Lithium Ion batteries are pretty impressive for having much better performance than NiMh or NiCd, but they have an inherent problem of not being able to charge to the same level over time. While there are many sites that decry Apple's handling of the battery issue, other pages focus on the hardware issues around the batteries.

I beg to differ.

Whatever problems are endemic to lithium-based batteries, the problem is compounded by Apple's poor battery management hardware and software, a problem I am familiar with that seems to to have gone unresolved by subsequent iPod software versions.

You might ask, who are you to accuse Apple, the greatest user interface design company in the entire known universe, that their software is less than prisitine? Well, a few years ago, a small group at Creo built a little pda-like device we code-named metabadge, which was powered by a lithium ion polymer battery, and we learned some stuff about battery management that Apple should know.

The first is to know that when you build a device that uses lithium batteries, you need to include room for the battery management hardware - a complete tiny microprocessor system whose job is to allow this battery to get charged without exploding, and discharge without burning up. This is a good thing to have.

The second thing to know is that is takes a bit of time after you start up to assess the battery condition. Unfortunately the iPod software appears to decide way too quickly what the state of the battery is, and then (sometimes) catches up to reality. You know this is a problem when you wake up your ipod after charging and it shows a very low battery level. How can that be? It was charging overnight! If you are lucky, then over the next few minutes, the battery monitor will start to show the battery having a growing amount of charge, even though the charger is unplugged! If you're unlucky, then the dreaded "Your ipod battery is out of power" screen comes up.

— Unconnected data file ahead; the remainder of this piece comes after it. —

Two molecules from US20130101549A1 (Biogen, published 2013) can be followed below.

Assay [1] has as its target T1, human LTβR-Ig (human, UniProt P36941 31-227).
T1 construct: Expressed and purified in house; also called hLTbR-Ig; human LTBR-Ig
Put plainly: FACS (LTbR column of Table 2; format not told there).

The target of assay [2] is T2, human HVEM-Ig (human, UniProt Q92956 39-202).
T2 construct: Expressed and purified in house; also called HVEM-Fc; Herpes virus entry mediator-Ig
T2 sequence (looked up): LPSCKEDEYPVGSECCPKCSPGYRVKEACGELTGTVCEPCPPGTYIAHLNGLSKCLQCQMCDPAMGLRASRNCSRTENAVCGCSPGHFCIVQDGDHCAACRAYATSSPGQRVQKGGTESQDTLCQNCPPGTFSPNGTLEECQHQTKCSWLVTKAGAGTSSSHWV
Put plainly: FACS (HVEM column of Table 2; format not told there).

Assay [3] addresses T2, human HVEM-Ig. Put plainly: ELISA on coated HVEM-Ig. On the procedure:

Many people are replacing their ipod batteries, and some of them may not be neccessary, or even provide better results. Until Apple fixes the battery management system, users may be misled into thinking they have reached the end of their battery's life-cycle when in fact the battery is fine, but the software is telling them different.

Friday, March 10, 2006

Shaw Digital HD Review - mostly sucks

Last year I bought a shiny big LCD TV that was not just HD-ready, but has a built in HD tuner. This is a feature. Unless you are Canadian, in which case it appears that you have wasted your money.

The friendly neighborhood state monopoly of Shaw cable insists that you buy yet another huge outboard space hog from Motorola. While the CRTC allows cable companies the option of supporting the tiny cable card, or the gargantuan and expensive outboard digital cable box, Shaw only chooses to support the latter. I'm looking for a petition to join.

So having exhausted all the alternatives, of which there are, let me see... none, I dragged home this huge package and hooked it up to my tv using the 5 wires of high-quality component video and stero pair. What do I find? Well, of the 9 stations that broadcast HD, most of the programs seem to be HD but not 16:9, instead taking the familar 4:3 ratio.

What's much worse, is the standard 75 or so channels look TERRIBLE! They are washed out, full of moire, and subjected to smoothing then "sharpening" that makes every face look wrinked and every edge wavy. When you plug the same cable plugged straight into the analog tuner, there is no comparison - the analog signal is far better quality. The only advantage to watching the stations on digital - you can see the show name and episode summary. That's a high price to pay for low video quality.